Then the phone rang. It was the Scratching Post. The people who had taken the picture called them back and said the cat was in their back yard right then. If we wanted to come by and look, they would wait up on us.
When Alan arrived at the house, he circled the street and alley half a dozen times. He didn’t see a cat, but remember, Louie is black and it was late at night. Finally, he just parked in the alley behind the house and sat…and waited. I was at home becoming anxious. We texted back and forth. The more time that went by, the more I feared it was another false sighting - another disappointment for my heartbroken husband.
Just as Alan was about to give up and drive back home, he saw a cat’s eyes behind a bush at the edge of their yard. He quietly stepped out of the car and called, “Louie, Louie is that you?” The cat came out from the bushes, started to run toward him and suddenly stopped. He called out again. The cat took a few more steps toward him and then darted up toward the house, running under the deck. Alan called me and told me to call them and ask if he could come up toward the back door.
As he approached the house, they turned on their back light. Alan could barely see the cat hiding under the deck. The woman then began telling Alan the story of how they had spotted him. Two days earlier, they had come home and found him scratching on their sliding glass door. Being animal lovers, they opened the door, but he wouldn’t go in. They thought he must be a stray, looking ragged and matted. Because they had a cat of their own and often put out food for the neighborhood cats, they offered him a dish of food, which he devoured. When he came back the next day, they called the Scratching Post asking about a missing black cat they’d heard about. That was when the Scratching Post went to work looking for the man who had been looking for his cat for months – Alan.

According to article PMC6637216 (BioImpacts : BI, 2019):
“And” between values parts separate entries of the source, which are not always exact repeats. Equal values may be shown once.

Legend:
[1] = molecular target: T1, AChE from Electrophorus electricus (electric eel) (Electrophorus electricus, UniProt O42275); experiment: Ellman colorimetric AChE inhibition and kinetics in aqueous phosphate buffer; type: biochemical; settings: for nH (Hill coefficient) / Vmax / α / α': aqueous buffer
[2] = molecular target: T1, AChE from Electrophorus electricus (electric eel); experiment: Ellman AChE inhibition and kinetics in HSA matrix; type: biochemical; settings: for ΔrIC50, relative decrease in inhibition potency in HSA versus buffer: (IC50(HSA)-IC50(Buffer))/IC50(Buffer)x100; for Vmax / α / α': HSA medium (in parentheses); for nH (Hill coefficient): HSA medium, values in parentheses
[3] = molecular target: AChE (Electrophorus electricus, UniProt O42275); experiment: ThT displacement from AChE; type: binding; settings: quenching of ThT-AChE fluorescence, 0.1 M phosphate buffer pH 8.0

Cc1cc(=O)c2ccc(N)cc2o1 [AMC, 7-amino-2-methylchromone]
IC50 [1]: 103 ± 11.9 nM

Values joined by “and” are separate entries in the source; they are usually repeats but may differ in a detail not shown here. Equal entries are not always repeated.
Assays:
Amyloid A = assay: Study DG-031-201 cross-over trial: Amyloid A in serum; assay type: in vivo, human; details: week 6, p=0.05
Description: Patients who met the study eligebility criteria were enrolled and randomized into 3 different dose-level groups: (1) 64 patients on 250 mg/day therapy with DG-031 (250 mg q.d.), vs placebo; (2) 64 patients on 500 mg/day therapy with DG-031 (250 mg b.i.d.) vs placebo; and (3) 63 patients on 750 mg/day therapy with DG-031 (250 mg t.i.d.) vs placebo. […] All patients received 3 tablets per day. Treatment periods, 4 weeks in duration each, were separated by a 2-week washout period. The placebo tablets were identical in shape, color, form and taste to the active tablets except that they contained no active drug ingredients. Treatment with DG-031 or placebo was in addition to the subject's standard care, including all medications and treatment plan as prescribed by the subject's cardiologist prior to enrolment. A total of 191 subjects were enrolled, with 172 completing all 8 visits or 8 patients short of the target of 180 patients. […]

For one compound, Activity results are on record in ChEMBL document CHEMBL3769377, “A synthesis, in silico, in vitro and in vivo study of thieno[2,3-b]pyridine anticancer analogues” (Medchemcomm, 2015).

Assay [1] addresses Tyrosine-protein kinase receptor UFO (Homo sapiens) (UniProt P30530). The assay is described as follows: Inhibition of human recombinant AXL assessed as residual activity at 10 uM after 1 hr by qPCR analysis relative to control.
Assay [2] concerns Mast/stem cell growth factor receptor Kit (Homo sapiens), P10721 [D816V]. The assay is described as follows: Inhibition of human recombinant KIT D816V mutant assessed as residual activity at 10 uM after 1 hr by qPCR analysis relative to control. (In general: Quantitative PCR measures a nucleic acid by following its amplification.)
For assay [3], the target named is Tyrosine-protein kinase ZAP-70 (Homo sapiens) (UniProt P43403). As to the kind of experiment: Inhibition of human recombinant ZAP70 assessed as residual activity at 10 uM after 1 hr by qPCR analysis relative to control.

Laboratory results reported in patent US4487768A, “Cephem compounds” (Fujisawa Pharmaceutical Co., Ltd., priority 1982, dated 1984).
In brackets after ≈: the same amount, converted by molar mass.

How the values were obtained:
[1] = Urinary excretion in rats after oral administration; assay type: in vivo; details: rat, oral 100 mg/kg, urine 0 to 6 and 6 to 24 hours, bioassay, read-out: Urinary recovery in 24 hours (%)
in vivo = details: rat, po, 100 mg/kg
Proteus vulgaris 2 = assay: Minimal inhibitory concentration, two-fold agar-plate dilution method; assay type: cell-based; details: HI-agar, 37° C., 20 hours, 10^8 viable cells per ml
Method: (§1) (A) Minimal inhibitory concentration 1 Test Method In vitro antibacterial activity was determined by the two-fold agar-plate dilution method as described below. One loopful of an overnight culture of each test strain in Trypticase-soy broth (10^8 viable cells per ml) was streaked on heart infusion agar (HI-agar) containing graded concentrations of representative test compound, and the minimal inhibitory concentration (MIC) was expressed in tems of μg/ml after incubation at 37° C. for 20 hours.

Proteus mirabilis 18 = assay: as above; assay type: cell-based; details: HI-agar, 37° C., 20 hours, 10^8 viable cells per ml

As they talked, the woman went inside to grab the cat food. When she walked out and started to pour some into the bowl, the cat came out from under the deck. Alan saw him and said, “Louie, is that you?” Louie came right to him and Alan scooped him up, tears flowing down his face. It was Louie! Alan thanked the woman over and over. When her husband came out, Alan was stunned to learn that that he’d met him at Dillinger’s where he worked. Both the man and his wife had seen Louie’s pictures months before in the bathrooms at Dillinger’s, not realizing he belonged to Alan.
In the mean time I was still at home waiting. I heard Alan come in the back door. He came walking toward me with Louie in his arms – he was alive! We both showered him with love. He had survived three months outside in the bitter cold. He was so dirty that he looked gray instead of black. His hair was matted in clumps all over his body. Soon after we let him down, he went straight to his water bowl and drank every drop.
Over the next several days, Louie slept constantly. Both Roxy and Zoey seemed content to have him home. They would get up on the bed and sleep next to him. Alan worked on his fur, cutting and brushing until he’d made enough leeway to finally give him a bath.
Statistics show that cats can find shelter in small places. They can survive the cold due in part to their fur and small body mass. They stay alive by staying awake, keeping on the move and eating small scraps they find. We sure wish Louie could tell us about his time away. We tell him all the time about how so many searched for him and about how his Daddy never gave up on bringing Louie back home.